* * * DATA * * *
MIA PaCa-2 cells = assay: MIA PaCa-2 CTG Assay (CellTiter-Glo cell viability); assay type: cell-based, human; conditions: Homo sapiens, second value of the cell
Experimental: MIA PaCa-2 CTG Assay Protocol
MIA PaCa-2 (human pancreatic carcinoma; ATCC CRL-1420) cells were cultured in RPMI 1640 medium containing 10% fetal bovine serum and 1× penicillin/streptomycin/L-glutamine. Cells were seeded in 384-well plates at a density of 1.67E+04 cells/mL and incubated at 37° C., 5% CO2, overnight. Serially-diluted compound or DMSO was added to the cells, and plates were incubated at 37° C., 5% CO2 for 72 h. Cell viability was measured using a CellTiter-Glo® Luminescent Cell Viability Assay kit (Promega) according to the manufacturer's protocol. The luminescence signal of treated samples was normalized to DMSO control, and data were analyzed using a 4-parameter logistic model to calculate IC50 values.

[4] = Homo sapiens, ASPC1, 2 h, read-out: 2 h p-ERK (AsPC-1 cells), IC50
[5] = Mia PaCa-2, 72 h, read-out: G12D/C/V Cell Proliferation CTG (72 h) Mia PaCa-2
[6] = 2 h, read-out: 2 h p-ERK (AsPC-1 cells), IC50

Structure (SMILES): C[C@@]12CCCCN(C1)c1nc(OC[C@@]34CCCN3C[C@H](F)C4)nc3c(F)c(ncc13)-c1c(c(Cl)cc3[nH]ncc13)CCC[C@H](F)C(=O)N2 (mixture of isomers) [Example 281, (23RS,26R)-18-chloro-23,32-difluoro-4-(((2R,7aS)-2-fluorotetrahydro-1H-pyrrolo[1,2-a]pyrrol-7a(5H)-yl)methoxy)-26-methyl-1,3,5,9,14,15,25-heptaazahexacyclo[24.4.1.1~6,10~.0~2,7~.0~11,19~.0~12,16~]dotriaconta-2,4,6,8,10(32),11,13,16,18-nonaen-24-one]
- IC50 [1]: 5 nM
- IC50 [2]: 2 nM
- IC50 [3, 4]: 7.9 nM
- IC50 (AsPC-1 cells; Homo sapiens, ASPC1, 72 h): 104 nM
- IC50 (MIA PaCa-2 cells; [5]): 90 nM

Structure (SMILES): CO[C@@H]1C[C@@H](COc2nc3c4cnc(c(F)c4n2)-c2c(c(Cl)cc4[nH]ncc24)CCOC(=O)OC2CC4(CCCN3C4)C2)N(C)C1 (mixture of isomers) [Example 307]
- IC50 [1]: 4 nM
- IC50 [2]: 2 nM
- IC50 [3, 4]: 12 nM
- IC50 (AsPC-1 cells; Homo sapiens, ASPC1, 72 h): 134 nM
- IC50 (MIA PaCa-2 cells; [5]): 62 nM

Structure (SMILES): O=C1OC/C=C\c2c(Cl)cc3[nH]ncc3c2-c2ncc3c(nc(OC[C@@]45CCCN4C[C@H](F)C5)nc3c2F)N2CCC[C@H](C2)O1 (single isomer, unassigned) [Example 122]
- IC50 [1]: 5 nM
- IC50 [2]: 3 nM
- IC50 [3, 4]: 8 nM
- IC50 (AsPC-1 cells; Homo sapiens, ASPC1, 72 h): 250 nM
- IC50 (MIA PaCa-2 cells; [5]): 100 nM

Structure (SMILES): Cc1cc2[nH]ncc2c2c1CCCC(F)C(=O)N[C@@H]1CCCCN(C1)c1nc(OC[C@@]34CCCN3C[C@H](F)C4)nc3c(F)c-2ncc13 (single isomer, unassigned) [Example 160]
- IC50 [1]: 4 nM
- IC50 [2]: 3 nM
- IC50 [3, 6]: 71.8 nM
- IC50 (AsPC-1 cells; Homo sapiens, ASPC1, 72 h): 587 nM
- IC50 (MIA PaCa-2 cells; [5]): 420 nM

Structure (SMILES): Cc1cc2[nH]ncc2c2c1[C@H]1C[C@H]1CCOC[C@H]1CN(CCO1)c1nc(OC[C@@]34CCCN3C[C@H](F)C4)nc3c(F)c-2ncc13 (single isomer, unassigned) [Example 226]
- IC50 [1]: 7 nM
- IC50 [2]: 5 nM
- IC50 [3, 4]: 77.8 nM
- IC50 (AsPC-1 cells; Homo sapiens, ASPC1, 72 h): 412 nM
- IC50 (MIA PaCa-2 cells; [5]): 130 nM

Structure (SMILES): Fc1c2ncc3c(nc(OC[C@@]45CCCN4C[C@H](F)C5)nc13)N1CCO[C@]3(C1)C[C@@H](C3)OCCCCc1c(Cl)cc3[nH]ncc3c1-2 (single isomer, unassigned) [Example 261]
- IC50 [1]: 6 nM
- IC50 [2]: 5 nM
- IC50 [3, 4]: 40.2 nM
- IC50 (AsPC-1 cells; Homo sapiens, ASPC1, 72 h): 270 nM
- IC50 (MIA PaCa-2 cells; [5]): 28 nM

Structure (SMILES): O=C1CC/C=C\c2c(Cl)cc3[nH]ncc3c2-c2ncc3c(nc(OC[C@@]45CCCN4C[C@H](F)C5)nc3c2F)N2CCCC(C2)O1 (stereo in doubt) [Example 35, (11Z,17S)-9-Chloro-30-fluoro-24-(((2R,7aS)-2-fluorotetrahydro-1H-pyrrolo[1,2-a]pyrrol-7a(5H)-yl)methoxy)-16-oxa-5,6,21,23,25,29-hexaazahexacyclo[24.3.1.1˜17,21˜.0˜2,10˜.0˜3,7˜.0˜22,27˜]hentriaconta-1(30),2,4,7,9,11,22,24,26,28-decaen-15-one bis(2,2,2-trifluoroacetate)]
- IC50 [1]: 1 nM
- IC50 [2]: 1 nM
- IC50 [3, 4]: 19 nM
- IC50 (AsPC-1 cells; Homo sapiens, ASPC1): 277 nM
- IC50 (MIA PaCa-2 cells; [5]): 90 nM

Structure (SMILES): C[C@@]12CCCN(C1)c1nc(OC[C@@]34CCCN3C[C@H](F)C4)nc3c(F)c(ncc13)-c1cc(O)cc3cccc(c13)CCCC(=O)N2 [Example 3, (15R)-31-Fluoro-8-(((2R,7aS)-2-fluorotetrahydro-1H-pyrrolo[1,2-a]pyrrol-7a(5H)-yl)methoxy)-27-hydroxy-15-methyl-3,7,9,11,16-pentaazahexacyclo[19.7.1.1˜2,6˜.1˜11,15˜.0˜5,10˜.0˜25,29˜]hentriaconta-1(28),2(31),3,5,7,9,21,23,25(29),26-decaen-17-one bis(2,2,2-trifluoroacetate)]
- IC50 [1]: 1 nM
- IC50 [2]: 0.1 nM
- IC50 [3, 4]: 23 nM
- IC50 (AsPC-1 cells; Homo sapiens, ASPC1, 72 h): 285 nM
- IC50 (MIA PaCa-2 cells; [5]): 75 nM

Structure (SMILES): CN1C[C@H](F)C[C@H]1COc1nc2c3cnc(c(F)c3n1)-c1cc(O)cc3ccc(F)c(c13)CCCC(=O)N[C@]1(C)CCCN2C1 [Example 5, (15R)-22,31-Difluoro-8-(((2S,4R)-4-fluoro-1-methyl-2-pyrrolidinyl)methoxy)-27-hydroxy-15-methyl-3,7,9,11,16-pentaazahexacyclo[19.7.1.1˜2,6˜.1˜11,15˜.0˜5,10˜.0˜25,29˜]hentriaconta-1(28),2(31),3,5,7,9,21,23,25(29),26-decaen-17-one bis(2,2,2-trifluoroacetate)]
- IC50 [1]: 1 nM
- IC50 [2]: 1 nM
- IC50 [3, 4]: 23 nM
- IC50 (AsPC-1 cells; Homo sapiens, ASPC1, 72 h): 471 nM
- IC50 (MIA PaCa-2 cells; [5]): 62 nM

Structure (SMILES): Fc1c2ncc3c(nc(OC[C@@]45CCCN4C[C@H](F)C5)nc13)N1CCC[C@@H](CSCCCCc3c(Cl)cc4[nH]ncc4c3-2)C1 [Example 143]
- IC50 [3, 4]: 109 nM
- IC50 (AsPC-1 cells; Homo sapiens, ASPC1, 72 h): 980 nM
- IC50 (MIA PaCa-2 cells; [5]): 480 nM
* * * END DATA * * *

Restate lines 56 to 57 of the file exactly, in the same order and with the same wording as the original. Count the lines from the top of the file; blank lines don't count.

- IC50 [1]: 1 nM
- IC50 [2]: 1 nM